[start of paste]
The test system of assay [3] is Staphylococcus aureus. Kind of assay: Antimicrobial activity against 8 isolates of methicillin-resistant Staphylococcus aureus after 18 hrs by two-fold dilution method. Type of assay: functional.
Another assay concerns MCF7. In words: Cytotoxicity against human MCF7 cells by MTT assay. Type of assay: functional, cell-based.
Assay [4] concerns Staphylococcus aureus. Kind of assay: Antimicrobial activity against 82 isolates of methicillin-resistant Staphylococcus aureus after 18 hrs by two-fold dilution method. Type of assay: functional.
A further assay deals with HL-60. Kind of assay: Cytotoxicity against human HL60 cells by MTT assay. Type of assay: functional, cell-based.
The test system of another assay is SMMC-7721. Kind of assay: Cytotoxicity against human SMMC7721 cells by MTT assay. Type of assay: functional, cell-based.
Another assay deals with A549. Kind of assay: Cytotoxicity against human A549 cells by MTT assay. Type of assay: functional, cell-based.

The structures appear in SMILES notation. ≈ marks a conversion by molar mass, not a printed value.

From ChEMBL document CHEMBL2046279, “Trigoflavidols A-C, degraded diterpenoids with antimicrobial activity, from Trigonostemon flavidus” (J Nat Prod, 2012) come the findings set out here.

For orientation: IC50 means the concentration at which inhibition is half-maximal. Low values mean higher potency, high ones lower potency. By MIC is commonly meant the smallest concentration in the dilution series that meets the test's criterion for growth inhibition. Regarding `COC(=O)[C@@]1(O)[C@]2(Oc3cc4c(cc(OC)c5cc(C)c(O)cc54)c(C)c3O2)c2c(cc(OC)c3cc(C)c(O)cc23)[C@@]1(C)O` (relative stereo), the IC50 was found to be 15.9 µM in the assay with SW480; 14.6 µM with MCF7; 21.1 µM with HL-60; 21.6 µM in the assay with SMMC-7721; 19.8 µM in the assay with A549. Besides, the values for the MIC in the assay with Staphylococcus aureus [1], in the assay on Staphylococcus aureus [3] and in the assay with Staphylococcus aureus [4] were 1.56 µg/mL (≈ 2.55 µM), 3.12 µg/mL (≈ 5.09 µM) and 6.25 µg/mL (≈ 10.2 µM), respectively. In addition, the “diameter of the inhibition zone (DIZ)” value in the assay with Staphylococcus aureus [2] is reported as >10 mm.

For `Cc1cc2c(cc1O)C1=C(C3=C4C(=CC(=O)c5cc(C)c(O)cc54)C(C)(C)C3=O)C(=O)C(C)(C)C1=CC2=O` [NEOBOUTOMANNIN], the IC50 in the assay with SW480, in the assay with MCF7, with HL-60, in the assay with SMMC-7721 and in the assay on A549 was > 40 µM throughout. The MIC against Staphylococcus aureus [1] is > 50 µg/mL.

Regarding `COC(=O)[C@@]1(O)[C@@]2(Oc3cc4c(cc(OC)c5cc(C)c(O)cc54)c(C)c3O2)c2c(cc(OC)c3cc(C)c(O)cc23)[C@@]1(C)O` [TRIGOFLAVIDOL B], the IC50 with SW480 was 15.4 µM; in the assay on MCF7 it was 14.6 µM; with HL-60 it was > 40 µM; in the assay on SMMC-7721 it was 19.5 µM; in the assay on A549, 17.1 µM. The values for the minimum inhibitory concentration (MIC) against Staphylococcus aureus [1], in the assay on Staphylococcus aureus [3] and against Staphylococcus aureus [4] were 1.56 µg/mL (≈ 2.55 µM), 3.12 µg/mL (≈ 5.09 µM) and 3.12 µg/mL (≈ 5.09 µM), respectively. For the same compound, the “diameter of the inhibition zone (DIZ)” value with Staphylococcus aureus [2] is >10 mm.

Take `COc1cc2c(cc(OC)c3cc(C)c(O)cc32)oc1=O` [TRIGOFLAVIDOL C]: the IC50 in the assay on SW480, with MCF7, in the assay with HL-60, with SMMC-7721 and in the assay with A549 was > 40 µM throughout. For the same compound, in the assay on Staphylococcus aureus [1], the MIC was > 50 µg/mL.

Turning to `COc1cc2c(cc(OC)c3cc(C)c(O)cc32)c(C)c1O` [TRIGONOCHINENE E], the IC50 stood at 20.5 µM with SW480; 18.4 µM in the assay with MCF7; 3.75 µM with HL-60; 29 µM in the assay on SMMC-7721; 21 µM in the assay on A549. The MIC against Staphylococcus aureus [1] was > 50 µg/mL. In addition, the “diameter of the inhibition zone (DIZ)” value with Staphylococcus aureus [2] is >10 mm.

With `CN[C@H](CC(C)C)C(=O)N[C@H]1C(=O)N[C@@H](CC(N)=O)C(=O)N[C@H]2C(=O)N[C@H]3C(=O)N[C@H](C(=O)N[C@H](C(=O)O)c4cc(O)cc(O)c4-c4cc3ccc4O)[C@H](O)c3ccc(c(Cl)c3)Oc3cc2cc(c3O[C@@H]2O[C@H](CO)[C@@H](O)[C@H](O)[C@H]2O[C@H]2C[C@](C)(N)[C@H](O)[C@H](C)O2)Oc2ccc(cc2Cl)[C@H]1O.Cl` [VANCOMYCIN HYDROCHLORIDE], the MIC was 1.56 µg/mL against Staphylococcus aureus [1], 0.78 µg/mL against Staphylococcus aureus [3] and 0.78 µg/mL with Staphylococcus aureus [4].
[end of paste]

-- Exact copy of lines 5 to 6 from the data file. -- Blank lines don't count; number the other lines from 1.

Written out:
The test system of another assay is SMMC-7721. Kind of assay: Cytotoxicity against human SMMC7721 cells by MTT assay. Type of assay: functional, cell-based.
Another assay deals with A549. Kind of assay: Cytotoxicity against human A549 cells by MTT assay. Type of assay: functional, cell-based.